At the just concluded 4th Nigeria Centre for Disease Control/ National Field Epidemiology Laboratory Training Programme annual conference, our keynote speaker was Dr. Faisal Shuaib, Executive Director of the National Primary Health Care Development Agency (NPHCDA). NPHCDA has been at the forefront of leading the government’s efforts towards polio elimination in Nigeria. We present five key lessons from Dr. Shuaib’s speech on the journey towards ending polio in Nigeria.
1. WHERE WE ARE: While it may be disturbing that Nigeria still remains one of the three countries (Pakistan and Afghanistan inclusive) in the world yet to eradicate the virus, the good news is that Nigeria is no longer in the endemic phase as no case has been recorded in the last thirty seven (37) months. With the end to polio virus in view, it is hoped that if no confirmed case is recorded till March 2020, Nigeria will join the list of nations to be certified polio-free.
2. PARTNERSHIPS MATTER: The fight to kick against polio in Nigeria is strong evidence of how collaboration for health security works. NPHCDA works closely with other government agencies such as NCDC, State Governors, Traditional Rulers, partners such as the World Health Organisation, Bill and Melinda Gates Foundation, United Nation Children’s Fund (UNICEF), US Centre for Disease Control, Rotary International etc. NPHCDA has made remarkable progress in the fight towards polio eradication in Nigeria especially through routine immunisation campaigns and other public health interventions.
3. OUTBREAKS AND SECURITY: While sharing Nigeria’s experience in the fight against polio, Dr Shuaib highlighted the challenges faced by immunisation officers and other health workers, in North-East Nigeria. He described some of the disruptive and highly innovative strategies that have been introduced, especially the ‘Buratai Initiative’ launched in May 2019, for the Nigerian Army and NPHCDA to work closely together to immunise children in hard to reach areas.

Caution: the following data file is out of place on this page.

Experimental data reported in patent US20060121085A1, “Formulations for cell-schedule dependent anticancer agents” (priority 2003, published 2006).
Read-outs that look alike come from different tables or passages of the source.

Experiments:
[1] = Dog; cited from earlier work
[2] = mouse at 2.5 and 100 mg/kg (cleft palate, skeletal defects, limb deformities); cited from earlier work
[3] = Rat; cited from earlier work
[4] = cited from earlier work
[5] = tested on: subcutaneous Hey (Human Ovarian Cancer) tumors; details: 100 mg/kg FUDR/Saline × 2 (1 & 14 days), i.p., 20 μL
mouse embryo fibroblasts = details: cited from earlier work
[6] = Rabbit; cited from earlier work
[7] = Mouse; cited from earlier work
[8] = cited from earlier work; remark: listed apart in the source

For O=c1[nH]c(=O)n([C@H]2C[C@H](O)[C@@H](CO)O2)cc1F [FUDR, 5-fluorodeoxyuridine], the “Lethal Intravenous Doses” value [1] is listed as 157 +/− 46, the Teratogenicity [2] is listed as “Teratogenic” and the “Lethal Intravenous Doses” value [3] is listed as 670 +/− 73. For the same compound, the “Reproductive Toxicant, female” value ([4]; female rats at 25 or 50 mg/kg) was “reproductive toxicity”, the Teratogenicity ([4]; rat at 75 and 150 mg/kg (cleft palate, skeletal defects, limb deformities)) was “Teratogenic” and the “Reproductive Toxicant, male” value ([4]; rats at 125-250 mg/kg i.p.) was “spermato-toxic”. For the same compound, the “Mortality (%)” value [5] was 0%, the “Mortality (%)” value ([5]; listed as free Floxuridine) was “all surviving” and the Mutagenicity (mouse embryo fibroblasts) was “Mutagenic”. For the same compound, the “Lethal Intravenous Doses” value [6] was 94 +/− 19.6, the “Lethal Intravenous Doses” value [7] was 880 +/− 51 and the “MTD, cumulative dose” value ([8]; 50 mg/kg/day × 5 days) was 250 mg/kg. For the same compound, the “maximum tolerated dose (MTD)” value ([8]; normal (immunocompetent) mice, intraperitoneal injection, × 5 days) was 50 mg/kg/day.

4. COMMAND AND CONTROL STRUCTURE: Dr. Shuaib highlighted that the establishment and activities of the Polio Emergency Operations Centre (EOC) and National Emergency Routine Immunization Coordination Centre (NERICC) has helped the agency to generate, analyse and feedback on relevant immunisation data for polio and other diseases. This is in addition to other strategies such as directly observed polio vaccinations (DOPV); the National Stop Transmission of Polio (NSTOP) program; use of GIS maps and imagery; engagement of voluntary community mobilisers; monitoring and accountability matrix at all levels etc.
5. COMMITMENT: In concluding, Dr. Shuaib Faisal reiterated that while the afore-mentioned strategies have been successful in interrupting the transmission of wild polio virus, the Federal Government of Nigeria is unrelenting and remains committed until Nigeria is certified polio-free by March 2020.
Summary of Incidents
Ongoing Incidents are defined as confirmed cases where a national EOC or equivalent has been activated (EOC is currently activated for Yellow Fever)
Other incidents are those confirmed cases for which EOC is not activated.
1. Information for this disease was retrieved from the Technical Working Group and Situation Reports
2. Case Fatality Rate (CFR) for this disease is reported for confirmed cases only
3. Information for this disease was retrieved from IDSR 002 data
4. CFR for this disease is reported for total cases i.e. suspected + confirmed
5. Information for sentinel influenza was retrieved from the laboratory
• There were 83 suspected cases of Lassa Fever (LF) reported from 15 LGAs in 13 states (Edo – 23, Ondo – 23, Ebonyi – 12, Bauchi – 13, Gombe – 1, Kaduna – 1, Delta – 3, Rivers – 2, Cross River – 1, Bayelsa – 1, Osun – 1, Lagos – 1 & Abia - 1). There were 9 confirmed cases and no death was recorded
• National LF multi-partner, multi-sectoral Technical Working Group (TWG) continues to coordinate the response activities at all levels
• Visit to the Lassa Fever treatment centres in Bauchi, Taraba and Plateau States
• Implementation of targeted risk communication and enhanced surveillance activities in affected states